Jared Bednar wasn’t tuned in, though, and had no idea what happened in the skills contest over All-Star weekend. Only that Makar emerged from his crash into the boards just fine.

    These days, things are definitely looking up for the Stanley Cup champions on the injury front. Defenseman Bowen Byram returns to the lineup, along with forward Valeri Nichushkin. Defenseman Josh Manson is creeping closer to a return. Same for captain Gabriel Landeskog, who’s yet to play this season. Forward Darren Helm is progressing, too.

    In spite of all their bumps and bruises, the Avalanche entered the All-Star break in a playoff spot. To weather the injury storm, Colorado has relied on 39 different skaters this season, a mark that’s tied for the most in a single season since the team relocated to Denver in 1995.

    “Anybody we can get back right now is huge,” said Makar, whose team kicks off a three-game trip Tuesday night in Pittsburgh.

    Byram returns after being sidelined with a lower-body injury since early November. He was an integral part of their Stanley Cup run a season ago, when he led all rookies with nine assists in the postseason. Byram was off to a fast start this season – two goals and three assists in 10 games – before his injury.

    “He’s looking great. He’s buzzing out there,” Makar said of his fellow blue liner. “Hopefully it doesn’t take him too long to get back into game mode. But I think he’s a guy that can turn it on pretty quickly.”

    Byram missed a chunk of games last season as he dealt with concussion symptoms. This time, he was able to be around the team as he worked his way back.

    “I was just happy it wasn’t my head,” Byram said. “It was a lot easier to be out when you’re still feeling good and feel like yourself. … I’m just excited to get going again.”

    Count on Byram for as many minutes as necessary, too.

    “I’m 100%, so no reason to ease into it,” Byram said. “I’m confident with jumping back in.”

    Manson will join the Avalanche on the trip so he can skate with the squad. He’s been out with a lower-body injury since the start of December.

    “I do think it helps to get on the road, be around the guys,” Bednar said.

    Landeskog could be back “fairly soon,” Bednar said, but didn’t have a definitive timeline quite yet. The longtime Avalanche captain has been sidelined since knee surgery in October.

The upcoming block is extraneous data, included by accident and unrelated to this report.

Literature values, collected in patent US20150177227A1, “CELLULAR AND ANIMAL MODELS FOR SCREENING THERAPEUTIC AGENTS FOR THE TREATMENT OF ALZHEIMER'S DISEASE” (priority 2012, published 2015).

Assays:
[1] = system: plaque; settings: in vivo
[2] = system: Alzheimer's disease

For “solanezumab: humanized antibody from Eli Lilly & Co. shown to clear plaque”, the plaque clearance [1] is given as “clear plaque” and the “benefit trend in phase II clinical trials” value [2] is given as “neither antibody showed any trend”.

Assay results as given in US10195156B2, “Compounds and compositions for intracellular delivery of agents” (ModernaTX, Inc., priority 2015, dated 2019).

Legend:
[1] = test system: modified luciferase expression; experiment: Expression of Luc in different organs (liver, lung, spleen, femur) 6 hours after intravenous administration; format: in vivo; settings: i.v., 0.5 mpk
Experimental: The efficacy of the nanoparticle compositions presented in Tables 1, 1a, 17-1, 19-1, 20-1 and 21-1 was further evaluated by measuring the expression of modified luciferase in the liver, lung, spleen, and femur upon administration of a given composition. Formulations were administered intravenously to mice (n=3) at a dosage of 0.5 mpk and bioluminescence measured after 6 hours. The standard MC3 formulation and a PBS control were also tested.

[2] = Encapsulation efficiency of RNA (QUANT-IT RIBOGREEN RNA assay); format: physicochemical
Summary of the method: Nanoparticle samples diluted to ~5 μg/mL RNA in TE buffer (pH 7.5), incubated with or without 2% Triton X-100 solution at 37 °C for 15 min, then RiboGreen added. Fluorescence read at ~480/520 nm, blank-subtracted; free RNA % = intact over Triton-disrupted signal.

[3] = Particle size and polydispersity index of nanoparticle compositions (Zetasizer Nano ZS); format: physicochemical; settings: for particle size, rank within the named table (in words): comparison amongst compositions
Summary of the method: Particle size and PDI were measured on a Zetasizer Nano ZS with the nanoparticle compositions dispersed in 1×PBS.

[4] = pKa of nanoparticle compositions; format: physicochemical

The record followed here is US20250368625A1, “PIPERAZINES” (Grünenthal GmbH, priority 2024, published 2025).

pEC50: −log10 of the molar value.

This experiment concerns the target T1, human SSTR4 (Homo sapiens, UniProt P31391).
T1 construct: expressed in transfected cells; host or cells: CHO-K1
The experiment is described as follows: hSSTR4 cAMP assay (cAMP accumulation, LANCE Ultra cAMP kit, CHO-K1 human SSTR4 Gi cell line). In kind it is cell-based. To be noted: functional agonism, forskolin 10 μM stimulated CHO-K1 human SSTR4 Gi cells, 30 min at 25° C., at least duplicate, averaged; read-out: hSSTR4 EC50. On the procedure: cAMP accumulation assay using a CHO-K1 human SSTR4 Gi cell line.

The Avalanche entered the All-Star break on quite a roll, winning seven of their last eight. They’ve amassed 57 points, which trails Dallas (66 points at the All-Star break), Winnipeg (65) and Minnesota (58) in the Central Division.

    One thing the Avalanche are guarding against is another slow start out off the break. It happened over Christmas when the team had a few days off and promptly went 0-4-1 upon their return.

    “It’s just shifting the mentality back to game mode. No more vacation,” Makar said. “We still have a long way to go. We’re not where we want to be right now. But there’s a lot of time left.”

    Kraken add some size, acquire Jaycob Megna from San Jose

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    SEATTLE — The Seattle Kraken acquired defenseman Jaycob Megna from the San Jose Sharks in exchange for a 2023 fourth-round draft pick.

    Megna is in the midst of his best season with 12 points in 48 games for the Sharks while averaging more than 19 minutes per game.

    “Jaycob has shown with his play this season that he is a responsible defenseman that can be relied on in all situations,” Seattle general manager Ron Francis said. “He provides welcome depth to our defensive group and we are happy to have him join our organization.”

    The 6-foot-6, 220-pound Megna will add some size and bulk to Seattle’s lineup. Megna ranked fifth for San Jose in both blocked shots and hits.

    Megna previously played for Anaheim for parts of three seasons between 2016-19. The 48 games played this season is a career-high for the 30-year-old.

    Seattle is tied for the lead in the Pacific Division and will return from the All-Star break beginning against the New York Islanders.

    Islanders sign Bo Horvat to 8-year deal after trading for him

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    The New York Islanders signed center Bo Horvat to an eight-year contract less than a week after acquiring him in a trade with the Vancouver Canucks.

    The team announced the contract after their first practice following the All-Star break. Horvat’s deal is worth $68 million and carries a $8.5 million salary cap hit through the 2030-31 season.

    General manager Lou Lamoriello joked to reporters at practice on Long Island that Horvat’s contract was “too long and it’s too much money.”

    The Islanders sent forward Anthony Beauvillier, prospect Aatu Raty and a protected first-round pick to the Canucks for Horvat . He was set to be an unrestricted free agent after the season, and the trade was a result of Vancouver and Horvat’s camp being unable to reach a deal last summer.

    Lamoriello and Horvat expressed confidence about getting a deal done after the trade. The 27-year-old has scored more than 30 goals for a second consecutive season.

    Horvat was chosen as an All-Star and played for the Pacific Division despite the trade. He played with longtime Canucks teammate Elias Pettersson and combined on one last goal together before parting ways.

    “I want to get going,” Horvat said after the All-Star 3-on-3 tournament. “That’s enough. Let’s start playing some games and getting to know the guys. I just want to start playing hockey again.”

    Horvat was on vacation with his family in Orlando when he was traded. He said coach Lane Lambert wanted him to enjoy All-Star festivities before getting rolling with the Islanders, who play at the Philadelphia Flyers.

    “Obviously getting my legs under me is going to be No. 1 and getting systems down and obviously chemistry with the new linemates and stuff like that,” Horvat said.

    After facing the Flyers and Seattle, Horvat will play against his former team when Vancouver visits UBS Arena.